Dietrich Oberwittler is a sociologist whose research interests are in the fields of communities and crime, adolescent delinquency, policing, victimization and violence research, cross-cultural research and quantitative methodology. He was the principal investigator of several research projects on neighborhood and school contextual effects on adolescent crime, on disorder, insecurity perceptions and collective efficacy in neighborhoods, on police-adolescent relations in France and Germany, on honor killings and on homicide-suicide, and was involved in the German Victimization Survey 2012. He is collaborating with the Science Po/CRNS, University of Grenoble, with the Peterborough Adolescent and Young Adult Development Study (PADS+), University of Cambridge, and with the Australian Community Capacity Study (ACCS), University of Queensland.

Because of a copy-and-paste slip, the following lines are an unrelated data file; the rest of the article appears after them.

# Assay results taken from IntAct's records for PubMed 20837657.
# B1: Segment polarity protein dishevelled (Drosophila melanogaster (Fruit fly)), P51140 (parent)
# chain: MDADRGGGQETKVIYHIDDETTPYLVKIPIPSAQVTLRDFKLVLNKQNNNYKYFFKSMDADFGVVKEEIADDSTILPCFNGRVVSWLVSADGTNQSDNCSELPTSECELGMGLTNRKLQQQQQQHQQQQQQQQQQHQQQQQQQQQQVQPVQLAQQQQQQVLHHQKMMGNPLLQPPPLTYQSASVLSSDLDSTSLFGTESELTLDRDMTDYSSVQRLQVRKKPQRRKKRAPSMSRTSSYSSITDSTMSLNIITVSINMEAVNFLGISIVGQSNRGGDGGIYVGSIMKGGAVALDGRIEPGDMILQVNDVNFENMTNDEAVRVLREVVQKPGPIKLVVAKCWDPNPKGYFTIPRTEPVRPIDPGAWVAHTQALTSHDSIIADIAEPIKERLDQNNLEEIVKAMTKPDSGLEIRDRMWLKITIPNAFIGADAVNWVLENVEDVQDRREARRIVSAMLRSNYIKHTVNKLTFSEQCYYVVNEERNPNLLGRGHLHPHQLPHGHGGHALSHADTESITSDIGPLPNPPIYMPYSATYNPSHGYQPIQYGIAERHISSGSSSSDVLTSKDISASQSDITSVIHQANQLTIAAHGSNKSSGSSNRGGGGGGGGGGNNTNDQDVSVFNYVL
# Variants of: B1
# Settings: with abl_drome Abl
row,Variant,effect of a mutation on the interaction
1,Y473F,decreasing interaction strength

After studying social sciences and history at the Universities of Münster and Bonn and at University College London, Dietrich Oberwittler was a doctoral student at the University of Trier where he received a Dr. phil. for a thesis on the development of juvenile justice in Germany and England between 1850 and 1920. In 1997, he joined the Department of Criminology at the Max Planck Institute in Freiburg. Since 1999, he has also taught sociology at the University of Freiburg. From 2004 to 2006, he was a Marie Curie fellow at the Institute of Criminology, University of Cambridge, where he worked SCoPiC Network and the PADS+ Study directed by Professor Per-Olof Wikström. Dietrich Oberwittler returned to the Max Planck Institute as a senior researcher in February 2006. From 2006 to 2008, he was a Privatdozent (comparable to associate professor) for Sociology at the University of Bielefeld, and in 2008, he moved this status to the University of Freiburg. In March 2008, he was granted a W2 position as a research group leader at the Max Planck Institute. In 2015, he was appointed extra-curricular professor of sociology by the University of Freiburg. Since 2019, he has been the leader of the independent research group Space, Contexts, and Crime.